This past off-season, I put together a couple of posts on Horcoff and how he’d be a good addition to the Oilers bottom six. In his two seasons in Dallas, Horcoff was a reliable third line winger who produced well at even-strength, and even led the team in playoff points in 2013. I thought he would’ve been a smart, low cost addition to the Oilers and could move around the lineup as needed. And at the same time, he’d provide guidance to the young core, and slide into the pivot spot if/when an injury occurs. If you’re interested, the posts are here.
Bringing Back Horcoff
Bringing Back Horcoff (Part 2)
Brincing Back Horcoff (Part 3)
I can’t say I was too surprised when Horcoff signed with Anaheim for one year at $1.75 million. At 36, he’s near the end of his career and was looking to be on a Stanley Cup contender. What I found surprising was that the Ducks brought him in as a center to play behind Ryan Getzlaf and Ryan Kesler, as Nate Thompson was going to be out until December following surgery. The fourth center from last season (based on the number of faceoffs taken) was young Rickard Rakell, who I though the team would give more minutes to to develop him as a pivot.
I figured now would be a good time to check in and see how Horcoff is doing as a Duck. What we know for sure is that he’s been the club’s third line center, playing most of his minutes at even-strength with Andrew Cogliano and Carl Hagelin. The trio have produced relatively well with Horcoff scoring four goals and three assists at even strength, ranking him third among the Ducks regular forwards when it comes to points/60 at 1.35. Horcoff has also played the fourth most minutes on the Ducks penalty kill, which currently ranks 2nd in the league. He’s taken the bulk of defensive zone starts and holds a 50.2 win percentage when it comes to faceoffs at even-strength.
For reference, here’s Horcoff’s current set of stats compared to the previous six years.
What’s worth noting is Horcoff’s increasing ice time at even-strength this season. Even with Nate Thompson returning this month, Horcoff continues getting his usual ice time, with young Rakell now being moved to wing, playing on the top line with Perry and Getzlaf. This moves bodes well for everyone involved, with the coaches having some flexibility if any centers go down with an injury.
The increased ice time had me wondering about his quality of competition, and if the increase is because he’s going up against the opposition’s top centers more frequently. Below is Horcoff’s competition’s percentage of ice-time courtesy of War on Ice.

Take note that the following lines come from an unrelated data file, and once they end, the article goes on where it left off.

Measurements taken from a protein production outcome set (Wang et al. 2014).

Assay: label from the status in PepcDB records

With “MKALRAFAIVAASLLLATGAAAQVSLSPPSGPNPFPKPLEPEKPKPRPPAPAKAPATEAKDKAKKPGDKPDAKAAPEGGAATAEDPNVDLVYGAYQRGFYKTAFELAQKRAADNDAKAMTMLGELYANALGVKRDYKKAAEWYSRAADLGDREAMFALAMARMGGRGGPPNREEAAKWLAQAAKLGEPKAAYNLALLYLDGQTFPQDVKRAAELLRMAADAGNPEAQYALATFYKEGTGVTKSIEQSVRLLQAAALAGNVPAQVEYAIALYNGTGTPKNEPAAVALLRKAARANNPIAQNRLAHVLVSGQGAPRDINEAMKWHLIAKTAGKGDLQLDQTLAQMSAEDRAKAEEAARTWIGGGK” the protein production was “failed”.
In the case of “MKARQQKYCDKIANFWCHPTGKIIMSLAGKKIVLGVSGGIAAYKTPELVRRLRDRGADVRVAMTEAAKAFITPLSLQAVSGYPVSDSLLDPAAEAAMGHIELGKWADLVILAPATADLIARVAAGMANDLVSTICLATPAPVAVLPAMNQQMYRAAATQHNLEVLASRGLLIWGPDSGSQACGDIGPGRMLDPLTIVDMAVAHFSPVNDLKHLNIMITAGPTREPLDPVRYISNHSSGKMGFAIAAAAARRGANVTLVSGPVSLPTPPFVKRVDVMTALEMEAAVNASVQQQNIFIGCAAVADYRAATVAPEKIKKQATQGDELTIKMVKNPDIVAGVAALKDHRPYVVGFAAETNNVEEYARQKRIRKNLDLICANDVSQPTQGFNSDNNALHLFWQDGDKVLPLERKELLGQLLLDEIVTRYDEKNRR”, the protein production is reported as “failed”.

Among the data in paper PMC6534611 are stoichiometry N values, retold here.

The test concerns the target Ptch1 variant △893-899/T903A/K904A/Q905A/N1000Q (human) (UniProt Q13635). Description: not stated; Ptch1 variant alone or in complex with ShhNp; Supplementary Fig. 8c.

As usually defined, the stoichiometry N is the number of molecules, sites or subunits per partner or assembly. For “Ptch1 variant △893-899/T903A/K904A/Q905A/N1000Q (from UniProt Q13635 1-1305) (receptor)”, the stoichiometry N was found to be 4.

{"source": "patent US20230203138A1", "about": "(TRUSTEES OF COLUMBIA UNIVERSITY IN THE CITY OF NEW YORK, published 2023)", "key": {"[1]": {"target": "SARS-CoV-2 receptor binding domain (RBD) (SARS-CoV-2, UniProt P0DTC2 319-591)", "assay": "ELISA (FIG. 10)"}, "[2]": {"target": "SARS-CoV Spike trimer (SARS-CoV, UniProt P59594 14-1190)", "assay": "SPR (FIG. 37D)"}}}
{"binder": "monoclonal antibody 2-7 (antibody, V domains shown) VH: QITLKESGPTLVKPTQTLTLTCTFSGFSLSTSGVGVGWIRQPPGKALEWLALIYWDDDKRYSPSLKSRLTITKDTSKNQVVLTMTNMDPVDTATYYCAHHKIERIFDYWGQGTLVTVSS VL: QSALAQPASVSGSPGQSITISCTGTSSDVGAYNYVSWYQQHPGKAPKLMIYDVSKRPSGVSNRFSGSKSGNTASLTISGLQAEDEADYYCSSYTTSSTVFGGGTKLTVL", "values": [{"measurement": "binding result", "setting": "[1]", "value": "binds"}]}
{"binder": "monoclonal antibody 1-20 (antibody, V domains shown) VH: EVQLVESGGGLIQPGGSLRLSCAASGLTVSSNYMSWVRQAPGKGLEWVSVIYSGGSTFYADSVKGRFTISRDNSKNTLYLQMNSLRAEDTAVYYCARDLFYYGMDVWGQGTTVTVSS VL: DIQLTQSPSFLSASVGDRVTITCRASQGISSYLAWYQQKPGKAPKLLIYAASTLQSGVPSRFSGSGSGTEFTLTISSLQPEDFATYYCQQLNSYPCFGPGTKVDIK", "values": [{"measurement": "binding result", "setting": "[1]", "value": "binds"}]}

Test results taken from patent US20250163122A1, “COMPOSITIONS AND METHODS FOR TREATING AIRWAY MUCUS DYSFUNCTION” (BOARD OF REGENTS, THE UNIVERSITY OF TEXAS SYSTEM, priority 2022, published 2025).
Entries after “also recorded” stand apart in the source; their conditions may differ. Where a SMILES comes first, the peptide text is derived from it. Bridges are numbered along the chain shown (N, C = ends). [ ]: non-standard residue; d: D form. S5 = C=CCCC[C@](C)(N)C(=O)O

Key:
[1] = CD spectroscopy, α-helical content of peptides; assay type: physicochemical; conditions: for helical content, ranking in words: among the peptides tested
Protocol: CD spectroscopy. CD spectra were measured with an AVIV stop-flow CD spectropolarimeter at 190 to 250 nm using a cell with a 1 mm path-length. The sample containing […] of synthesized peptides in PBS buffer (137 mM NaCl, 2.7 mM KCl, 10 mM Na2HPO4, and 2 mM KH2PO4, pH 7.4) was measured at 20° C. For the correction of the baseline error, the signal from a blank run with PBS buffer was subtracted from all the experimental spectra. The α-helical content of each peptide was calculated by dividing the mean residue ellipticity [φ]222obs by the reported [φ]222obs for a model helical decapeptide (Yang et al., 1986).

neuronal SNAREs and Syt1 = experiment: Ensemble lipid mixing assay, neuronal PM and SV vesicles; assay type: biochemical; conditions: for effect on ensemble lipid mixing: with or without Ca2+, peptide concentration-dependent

Here we see that Horcoff is in fact taking on competition that gets a higher share of their teams ice time. To verify what I was seeing here, I checked the Ducks’ last five games to see which center’s Horcoff played against and how he did in terms of shot differentials.
|Opponent||Most TOI Against (Even-strength)||CF||CA||Diff|
|Vancouver||H. Sedin/D. Sedin||8||4||4|
Not only has Horcoff been going head to head against the top competition, but he’s actually been doing alright when it comes to shot differentials. Just to be sure, I wanted to confirm that the other two Ducks’ centermen were actually seeing weaker competition now that Horcoff is taking on the Crosby’s and Stamkos’. Here’s a look at the percentage of ice time Getzlaf’s and Kesler’s competition gets.
Coach Bruce Boudreau was clearly throwing Getzlaf and Perry against the other team’s top lines, but has moved away from that strategy in an attempt to bolster the offence. I think it’s smart move on his part to look for matchups that would benefit his top two lines. And really, none of that would be possible if Horcoff wasn’t added this past off-season.
Lastly, I wanted to see what proportion of goals and shot attempts Horcoff was achieving with his most common linemates this season.
I think the Ducks should be encouraged by the fact that these three have had chemistry and have the ability to take on the tougher competition. Horcoff is posting a Corsi For % above 50% with both Cogliano and Hagelin, and I would hesitate in splitting them up even with Thompson back in the lineup.
The Ducks made a great signing bringing in Horcoff this off-season. He’s been a productive depth centerman who filled in nicely for Thompson, and might even hang on to that third line center spot for the rest of the season. This surprised me for two reasons: one, I thought he was done being a centerman. And two, Thompson and Rakell appeared to have those center spots held down for good behind Kesler and Getzlaf. Anything can happen in an NHL season, but it’s nice to see Horcoff carving out a regular role as a Duck.
As for the team itself, the Ducks started off very poorly and are still languishing at the bottom of a very weak Pacific Division. The team has shown improvements, now sitting at a 52.1% score adjusted Corsi (7th in the league), and a 50.4% when it comes to scoring chances (15th in the league). These are both major improvements from the first month of the season when the club ranked in the bottom third in both categories. Unfortunately, the club’s inconsistent goaltending combined with a 4.9% shooting percentage (last in the league) and a 30th ranked Goals For% will need to improve if the club has any hopes for the playoffs.
Sources of data: War on Ice, Natural Stat Trick, Hockey Analysis, NHL.com
2 thoughts on “Checking in on Shawn Horcoff”
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